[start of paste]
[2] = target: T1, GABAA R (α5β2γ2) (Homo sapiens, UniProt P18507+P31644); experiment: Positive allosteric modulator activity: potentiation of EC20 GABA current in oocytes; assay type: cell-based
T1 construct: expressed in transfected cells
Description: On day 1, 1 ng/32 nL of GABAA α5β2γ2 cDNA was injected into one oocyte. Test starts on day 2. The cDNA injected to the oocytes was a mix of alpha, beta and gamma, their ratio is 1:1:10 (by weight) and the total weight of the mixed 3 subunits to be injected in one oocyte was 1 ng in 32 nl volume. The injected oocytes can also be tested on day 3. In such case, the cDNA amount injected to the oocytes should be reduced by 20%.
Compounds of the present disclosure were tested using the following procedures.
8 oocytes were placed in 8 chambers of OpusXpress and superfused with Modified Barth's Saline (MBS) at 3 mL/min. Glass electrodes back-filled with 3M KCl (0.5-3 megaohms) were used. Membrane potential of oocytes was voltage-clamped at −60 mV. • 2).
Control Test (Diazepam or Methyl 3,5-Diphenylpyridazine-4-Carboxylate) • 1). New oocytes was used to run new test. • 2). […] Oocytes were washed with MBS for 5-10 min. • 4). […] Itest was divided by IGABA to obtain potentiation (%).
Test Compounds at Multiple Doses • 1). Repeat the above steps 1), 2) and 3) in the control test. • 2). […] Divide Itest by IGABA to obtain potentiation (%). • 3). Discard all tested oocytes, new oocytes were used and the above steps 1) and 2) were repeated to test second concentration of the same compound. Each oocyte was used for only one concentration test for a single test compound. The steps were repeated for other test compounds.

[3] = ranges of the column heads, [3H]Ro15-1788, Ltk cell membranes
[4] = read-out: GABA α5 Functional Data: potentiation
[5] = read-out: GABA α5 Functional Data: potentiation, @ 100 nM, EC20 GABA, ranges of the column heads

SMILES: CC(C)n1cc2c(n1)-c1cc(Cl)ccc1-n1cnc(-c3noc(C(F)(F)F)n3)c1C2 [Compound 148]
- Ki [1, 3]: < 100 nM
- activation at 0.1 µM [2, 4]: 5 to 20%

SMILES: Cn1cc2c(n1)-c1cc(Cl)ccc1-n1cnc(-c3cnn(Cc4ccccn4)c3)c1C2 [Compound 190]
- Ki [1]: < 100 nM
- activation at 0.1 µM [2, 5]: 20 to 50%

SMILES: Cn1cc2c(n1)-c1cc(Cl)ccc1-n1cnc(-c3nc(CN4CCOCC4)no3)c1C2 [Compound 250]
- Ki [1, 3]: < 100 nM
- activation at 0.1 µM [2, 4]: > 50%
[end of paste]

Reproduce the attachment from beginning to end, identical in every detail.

[2] = target: T1, GABAA R (α5β2γ2) (Homo sapiens, UniProt P18507+P31644); experiment: Positive allosteric modulator activity: potentiation of EC20 GABA current in oocytes; assay type: cell-based
T1 construct: expressed in transfected cells
Description: On day 1, 1 ng/32 nL of GABAA α5β2γ2 cDNA was injected into one oocyte. Test starts on day 2. The cDNA injected to the oocytes was a mix of alpha, beta and gamma, their ratio is 1:1:10 (by weight) and the total weight of the mixed 3 subunits to be injected in one oocyte was 1 ng in 32 nl volume. The injected oocytes can also be tested on day 3. In such case, the cDNA amount injected to the oocytes should be reduced by 20%.
Compounds of the present disclosure were tested using the following procedures.
8 oocytes were placed in 8 chambers of OpusXpress and superfused with Modified Barth's Saline (MBS) at 3 mL/min. Glass electrodes back-filled with 3M KCl (0.5-3 megaohms) were used. Membrane potential of oocytes was voltage-clamped at −60 mV. • 2).
Control Test (Diazepam or Methyl 3,5-Diphenylpyridazine-4-Carboxylate) • 1). New oocytes was used to run new test. • 2). […] Oocytes were washed with MBS for 5-10 min. • 4). […] Itest was divided by IGABA to obtain potentiation (%).
Test Compounds at Multiple Doses • 1). Repeat the above steps 1), 2) and 3) in the control test. • 2). […] Divide Itest by IGABA to obtain potentiation (%). • 3). Discard all tested oocytes, new oocytes were used and the above steps 1) and 2) were repeated to test second concentration of the same compound. Each oocyte was used for only one concentration test for a single test compound. The steps were repeated for other test compounds.

[3] = ranges of the column heads, [3H]Ro15-1788, Ltk cell membranes
[4] = read-out: GABA α5 Functional Data: potentiation
[5] = read-out: GABA α5 Functional Data: potentiation, @ 100 nM, EC20 GABA, ranges of the column heads

SMILES: CC(C)n1cc2c(n1)-c1cc(Cl)ccc1-n1cnc(-c3noc(C(F)(F)F)n3)c1C2 [Compound 148]
- Ki [1, 3]: < 100 nM
- activation at 0.1 µM [2, 4]: 5 to 20%

SMILES: Cn1cc2c(n1)-c1cc(Cl)ccc1-n1cnc(-c3cnn(Cc4ccccn4)c3)c1C2 [Compound 190]
- Ki [1]: < 100 nM
- activation at 0.1 µM [2, 5]: 20 to 50%

SMILES: Cn1cc2c(n1)-c1cc(Cl)ccc1-n1cnc(-c3nc(CN4CCOCC4)no3)c1C2 [Compound 250]
- Ki [1, 3]: < 100 nM
- activation at 0.1 µM [2, 4]: > 50%